Lupus And Your Eyes: Prognosis And Protection

Lupus is an autoimmune disease that affects nerves, skin, muscles, and tissues. The body's immune system targets healthy cells, which can lead to a number of complications. One of the areas that can be affected is your eyes, resulting in the need for further protection and care. 

Eye Conditions

Lupus affects different people in different ways, so not all symptoms apply to all people. However, there are some common issues with eyesight that people with lupus may experience. These include:

  • dry eyes. About 1/5 of people with lupus will develop Sjögren's syndrome as a secondary condition; your glands simply won't produce enough tears to keep the eyes properly moist. For people who have this side effect of lupus, especially people who need vision correction, contacts generally aren't an option. Your optometrist should be able to provide you with eyeglasses and eye drops in order to increase the moisture in the eye and to prevent damage to the cornea. 
  • the blood vessels in the eye may change. Some blood vessels may become blocked, others may experience reduced blood flow. Sometimes, if blood flow is significantly reduced, impaired vision is the end result due to small veins changing shape or collapsing.
  • nerve damage. Your eyes are extremely complex. The nerves around the eyelids and inside the eye work to make tiny adjustments in aperture and movement in order to provide clear vision. If lupus reduces nerve function, the eyes may move involuntarily, have trouble focusing, or the eyelids may droop. Sometimes, double vision or poor vision quality caused by slowed nerve reactions can be fixed with glasses.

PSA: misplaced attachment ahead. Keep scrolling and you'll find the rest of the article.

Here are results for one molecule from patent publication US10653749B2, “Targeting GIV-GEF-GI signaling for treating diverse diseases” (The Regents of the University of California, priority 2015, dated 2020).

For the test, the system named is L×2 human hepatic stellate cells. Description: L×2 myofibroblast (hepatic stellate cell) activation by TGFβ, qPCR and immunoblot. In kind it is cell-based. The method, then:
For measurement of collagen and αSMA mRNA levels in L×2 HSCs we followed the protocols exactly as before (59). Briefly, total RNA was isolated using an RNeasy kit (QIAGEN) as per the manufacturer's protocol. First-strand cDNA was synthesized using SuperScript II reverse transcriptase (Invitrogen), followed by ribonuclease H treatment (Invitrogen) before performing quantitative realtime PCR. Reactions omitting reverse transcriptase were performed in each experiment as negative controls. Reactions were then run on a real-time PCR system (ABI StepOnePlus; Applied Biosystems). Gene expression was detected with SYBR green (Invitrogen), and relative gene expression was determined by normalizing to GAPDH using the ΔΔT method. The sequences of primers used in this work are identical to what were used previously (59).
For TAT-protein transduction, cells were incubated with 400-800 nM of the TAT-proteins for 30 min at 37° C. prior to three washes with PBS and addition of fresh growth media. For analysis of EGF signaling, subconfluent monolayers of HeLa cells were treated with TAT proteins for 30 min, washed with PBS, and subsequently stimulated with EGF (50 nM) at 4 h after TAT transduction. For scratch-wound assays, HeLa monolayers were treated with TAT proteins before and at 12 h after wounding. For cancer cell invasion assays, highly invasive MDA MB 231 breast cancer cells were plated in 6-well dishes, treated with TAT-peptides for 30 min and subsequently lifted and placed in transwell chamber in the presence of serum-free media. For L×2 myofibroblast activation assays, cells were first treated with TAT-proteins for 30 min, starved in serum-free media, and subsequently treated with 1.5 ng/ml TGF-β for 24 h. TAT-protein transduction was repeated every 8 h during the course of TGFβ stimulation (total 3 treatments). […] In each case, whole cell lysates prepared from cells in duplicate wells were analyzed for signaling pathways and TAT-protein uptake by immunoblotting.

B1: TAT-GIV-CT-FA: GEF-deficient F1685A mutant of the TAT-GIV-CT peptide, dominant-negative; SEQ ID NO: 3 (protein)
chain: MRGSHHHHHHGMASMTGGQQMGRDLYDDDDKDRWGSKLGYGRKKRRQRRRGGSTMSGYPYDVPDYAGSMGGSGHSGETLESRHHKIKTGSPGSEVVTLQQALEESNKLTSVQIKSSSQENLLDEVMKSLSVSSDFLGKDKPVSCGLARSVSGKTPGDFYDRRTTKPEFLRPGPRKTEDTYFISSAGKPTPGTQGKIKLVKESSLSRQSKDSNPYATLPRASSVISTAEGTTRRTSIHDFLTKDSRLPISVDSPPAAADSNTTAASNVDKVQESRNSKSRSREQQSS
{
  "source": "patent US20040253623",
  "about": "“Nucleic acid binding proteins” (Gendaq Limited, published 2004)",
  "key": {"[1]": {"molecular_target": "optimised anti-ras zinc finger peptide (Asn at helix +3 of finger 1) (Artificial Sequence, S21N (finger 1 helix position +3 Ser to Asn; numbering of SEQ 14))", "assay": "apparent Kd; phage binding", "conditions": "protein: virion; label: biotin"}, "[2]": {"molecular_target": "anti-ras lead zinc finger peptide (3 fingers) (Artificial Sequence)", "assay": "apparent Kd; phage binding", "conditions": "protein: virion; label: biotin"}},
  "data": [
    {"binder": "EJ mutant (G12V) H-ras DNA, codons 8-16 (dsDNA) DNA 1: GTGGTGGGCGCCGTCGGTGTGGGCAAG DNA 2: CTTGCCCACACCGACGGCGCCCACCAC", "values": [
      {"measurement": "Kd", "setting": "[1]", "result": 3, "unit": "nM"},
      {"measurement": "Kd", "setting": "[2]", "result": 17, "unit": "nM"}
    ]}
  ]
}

For people with lupus, the cells of the body are much more susceptible to damage from UV light. Even though everyone should wear sunscreen and sunglasses while outdoors, those with lupus have to careful even when they are inside. Artificial UV light is damaging as well, and there is often no way to gauge how much light in a home or public building will cause harm. 

It's the the damage itself that causes the trouble, because lupus hinders normal immune function. The body is not able to repair these cells or remove them from the body in a timely manner, and so the damaged cells remain, which can cause the immune system to flare up and make lupus symptoms worse as the immune system attacks healthy cells and tissues. Eyes are often one of the weakest points for allowing UV light into the body, as they are more open to damage because light is actually allowed to flow inside the organ through the open pupil. 

If you have lupus, your optometrist will suggest:

  • getting a pair of prescription sunglasses to protect your eyes most of the time. If you dislike wearing dark lenses inside, you can also invest in transition lenses, which automatically darken in the presence of UV light, becoming darker with brighter light.
  • using low wattage light bulbs in the home, to prevent damage from artificial UV light.
  • putting a filter over laptop and TV screens in order to prevent flare ups and headaches. Vision problems are often made worse because of bright light from electronics. 


Finally, there are some forms of lupus that allow for vision correction with laser surgery. If you have systemic lupus erythematosus, you can talk to your doctor about improving your vision with LASIK surgery. LASIK helps to correct your vision by reshaping the cornea. It can be especially effective for people who have trouble wearing glasses or contacts because of dry eyes. 

Living with lupus is a challenge, but there are some things you can to to keep the disease at bay. By wearing sunglasses and by following the advice of your optometrist, you should be able to slow the progression of the affects of lupus.